It is interesting to see the producers who want to do more and who opt for other market openings, such as the cheese dairies and other agri-food sectors. We see a lot of vitality there. Yet this is not easy. These people need help in developing their farms. It is precisely through strong stands taken here, in this House, that these farmers can be given the confidence to engage in this industry and to pursue their activities with peace of mind.
But at present, that is not the case; they are worried, for all sorts of reasons. There are certain signs that are keeping them worried, and forcing them to take up this fight and intervene.
I cite the example of butter oils. The Ontario chemical ice cream industry wanted to stop using cream to make its ice cream, to reduce its production costs. It wanted to be able to buy an American blend of milk by-products and sugar, known as butter oil, as a raw material. Bowing to the industry lobby but abandoning Quebec dairy producers, the federal government decreed that these butter oils were not dairy products, thereby opening the border to these imports. The result was that in five years, between 1997 and 2002, imports soared 557%, representing a loss of a half billion dollars for Quebec’s dairy producers. That is a substantial loss of revenue.
A similar fiasco has also occurred with the importing of cheese sticks.
These are not our only concerns, concerns which the government has left hanging. I am referring here to a memorandum to cabinet which has galvanized the fears of producers, who felt betrayed. According to this memorandum, which dealt with the mandate for the WTO negotiations, Canada was prepared to get rid of supply management. That was the drift of certain of its comments. The secret document, made public by the Council of Canadians in September 2002, raised the ire of 10,000 Quebec producers of milk, poultry, hatching eggs and table eggs, four supply managed sectors.
Another concern has been raised by Mr. Steve Verheul, director of the International Trade Policy Directorate at Agriculture and Agri-Food Canada. Mr. Verheul spoke at a special general meeting of the UPA for Saguenay—Lac-Saint-Jean. His presentation was in no way reassuring to the diary and farm producers of that region, even though he seemed to be softening the blow of the coming WTO negotiations in saying that they would try to minimize the losses that Canada might incur in that forum.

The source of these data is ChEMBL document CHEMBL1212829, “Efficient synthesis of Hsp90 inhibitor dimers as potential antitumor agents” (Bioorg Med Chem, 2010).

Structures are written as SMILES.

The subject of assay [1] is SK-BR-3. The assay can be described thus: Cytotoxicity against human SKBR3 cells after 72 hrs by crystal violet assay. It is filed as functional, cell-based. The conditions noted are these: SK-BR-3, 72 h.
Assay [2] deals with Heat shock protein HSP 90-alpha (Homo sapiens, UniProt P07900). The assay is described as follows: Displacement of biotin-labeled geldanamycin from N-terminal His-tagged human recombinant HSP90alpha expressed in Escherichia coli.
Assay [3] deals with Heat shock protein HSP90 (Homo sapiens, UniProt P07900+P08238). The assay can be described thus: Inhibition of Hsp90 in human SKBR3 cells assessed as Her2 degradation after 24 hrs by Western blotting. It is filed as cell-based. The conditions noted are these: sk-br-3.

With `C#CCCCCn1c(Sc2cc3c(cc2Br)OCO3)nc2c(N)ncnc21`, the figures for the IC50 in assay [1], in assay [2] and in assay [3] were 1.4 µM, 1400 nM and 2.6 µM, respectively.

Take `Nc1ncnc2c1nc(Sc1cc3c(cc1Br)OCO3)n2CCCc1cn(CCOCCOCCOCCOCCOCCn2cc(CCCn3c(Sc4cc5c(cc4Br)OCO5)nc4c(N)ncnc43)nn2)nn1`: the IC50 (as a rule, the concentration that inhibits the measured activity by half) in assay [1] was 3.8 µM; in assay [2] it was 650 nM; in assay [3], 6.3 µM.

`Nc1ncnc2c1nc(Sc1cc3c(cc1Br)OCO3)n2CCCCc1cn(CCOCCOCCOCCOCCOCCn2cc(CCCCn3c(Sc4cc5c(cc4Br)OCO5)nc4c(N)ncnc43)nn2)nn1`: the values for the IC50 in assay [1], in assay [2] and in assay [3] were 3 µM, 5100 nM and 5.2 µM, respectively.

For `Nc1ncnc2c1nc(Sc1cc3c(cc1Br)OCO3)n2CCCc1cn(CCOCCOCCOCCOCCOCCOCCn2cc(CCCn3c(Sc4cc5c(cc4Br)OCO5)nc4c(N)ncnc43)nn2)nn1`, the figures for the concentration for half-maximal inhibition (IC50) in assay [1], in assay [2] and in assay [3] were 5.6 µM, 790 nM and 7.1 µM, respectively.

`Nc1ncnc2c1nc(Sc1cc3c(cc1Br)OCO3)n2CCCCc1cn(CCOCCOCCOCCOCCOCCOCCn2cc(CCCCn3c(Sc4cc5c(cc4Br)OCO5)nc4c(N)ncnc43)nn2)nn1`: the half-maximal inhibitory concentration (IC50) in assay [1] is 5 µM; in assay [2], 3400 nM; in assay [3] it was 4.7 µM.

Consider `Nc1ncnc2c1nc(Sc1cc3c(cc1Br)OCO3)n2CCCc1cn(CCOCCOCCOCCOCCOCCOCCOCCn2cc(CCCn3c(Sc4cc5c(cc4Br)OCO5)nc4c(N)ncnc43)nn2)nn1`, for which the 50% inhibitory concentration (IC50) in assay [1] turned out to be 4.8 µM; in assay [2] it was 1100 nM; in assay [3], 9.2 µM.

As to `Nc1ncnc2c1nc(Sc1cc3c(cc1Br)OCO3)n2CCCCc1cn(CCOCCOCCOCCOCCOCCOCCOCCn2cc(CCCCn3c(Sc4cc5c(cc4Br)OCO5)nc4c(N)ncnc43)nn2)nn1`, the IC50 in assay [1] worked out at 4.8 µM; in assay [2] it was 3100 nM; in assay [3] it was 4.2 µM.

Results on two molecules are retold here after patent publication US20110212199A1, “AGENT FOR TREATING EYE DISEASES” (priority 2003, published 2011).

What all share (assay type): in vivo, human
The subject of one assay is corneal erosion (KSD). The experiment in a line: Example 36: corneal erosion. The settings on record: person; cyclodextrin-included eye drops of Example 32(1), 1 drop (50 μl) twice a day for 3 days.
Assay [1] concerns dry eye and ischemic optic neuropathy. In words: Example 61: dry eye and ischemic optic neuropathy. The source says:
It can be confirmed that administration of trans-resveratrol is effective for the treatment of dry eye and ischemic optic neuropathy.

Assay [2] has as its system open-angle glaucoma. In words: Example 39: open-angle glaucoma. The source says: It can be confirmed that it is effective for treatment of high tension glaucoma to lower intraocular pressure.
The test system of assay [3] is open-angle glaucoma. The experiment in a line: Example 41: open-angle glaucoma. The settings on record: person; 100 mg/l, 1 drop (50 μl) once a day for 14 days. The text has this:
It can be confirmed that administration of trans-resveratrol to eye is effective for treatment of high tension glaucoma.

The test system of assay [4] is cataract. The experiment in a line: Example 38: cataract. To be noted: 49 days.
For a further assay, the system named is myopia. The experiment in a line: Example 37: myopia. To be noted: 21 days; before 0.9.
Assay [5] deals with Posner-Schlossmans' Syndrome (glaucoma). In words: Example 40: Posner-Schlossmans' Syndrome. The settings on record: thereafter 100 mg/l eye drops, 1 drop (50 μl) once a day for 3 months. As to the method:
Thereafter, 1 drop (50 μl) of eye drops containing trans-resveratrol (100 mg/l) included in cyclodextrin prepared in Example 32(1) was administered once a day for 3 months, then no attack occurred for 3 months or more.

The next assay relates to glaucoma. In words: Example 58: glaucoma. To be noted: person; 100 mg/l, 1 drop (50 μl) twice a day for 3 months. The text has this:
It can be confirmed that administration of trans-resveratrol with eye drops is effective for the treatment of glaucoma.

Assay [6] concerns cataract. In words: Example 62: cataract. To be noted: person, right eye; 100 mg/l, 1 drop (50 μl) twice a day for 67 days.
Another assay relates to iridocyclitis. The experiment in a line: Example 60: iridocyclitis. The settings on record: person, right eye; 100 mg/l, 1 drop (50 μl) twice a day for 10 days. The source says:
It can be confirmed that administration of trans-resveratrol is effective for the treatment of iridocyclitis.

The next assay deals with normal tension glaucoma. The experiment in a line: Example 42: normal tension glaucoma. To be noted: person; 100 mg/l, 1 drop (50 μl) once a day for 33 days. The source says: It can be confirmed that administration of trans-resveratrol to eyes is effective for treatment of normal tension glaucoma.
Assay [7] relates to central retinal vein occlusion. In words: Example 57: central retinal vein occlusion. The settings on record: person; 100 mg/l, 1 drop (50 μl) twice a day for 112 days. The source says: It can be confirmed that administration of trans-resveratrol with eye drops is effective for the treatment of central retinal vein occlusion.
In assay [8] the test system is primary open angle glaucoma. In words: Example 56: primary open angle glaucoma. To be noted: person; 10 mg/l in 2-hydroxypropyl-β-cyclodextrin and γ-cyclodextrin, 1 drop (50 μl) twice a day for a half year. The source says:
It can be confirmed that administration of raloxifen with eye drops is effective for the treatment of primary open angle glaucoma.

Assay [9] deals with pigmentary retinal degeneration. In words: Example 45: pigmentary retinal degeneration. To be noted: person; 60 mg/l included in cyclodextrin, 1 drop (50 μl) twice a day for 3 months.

What this government has to do is to stand up once and for all and make sure that in no case does it give in to any compromise on the supply management issue. It has the chance to do this, and this is crucial. In fact, in this sort of negotiation, when you lose something, it is lost for a long time. The government therefore has the opportunity to report for the negotiations, be firm in its demands and positions, and show leadership. That is what we in the Bloc Québécois want for the farmers, and what they themselves want.
Today, in this House, I ask this government not only to support the motion of the Bloc Québécois, but to move from words to action and ensure that the protection of supply management is maintained.
Michael Chong Wellington—Halton Hills, ON
Mr. Speaker, supply management is something that I support and with good reason. There are 500 dairy farms in Wellington County, the county within which I live in Ontario. They support thousands of people in related industries and provide a very good, high quality product of which we all can be rightfully proud.
I note with interest that despite the many detractors of supply management out there, over the course of the last year and a half, since I was elected in June 2004, I have not had one constituent, one consumer, complain to me about the price of milk, or eggs, or butter, or cheese, or complain about the price of chicken or turkeys. That is a very telling sign that the consumer is getting a very reasonably priced, high quality Canadian produced product. That is another reason I support supply management.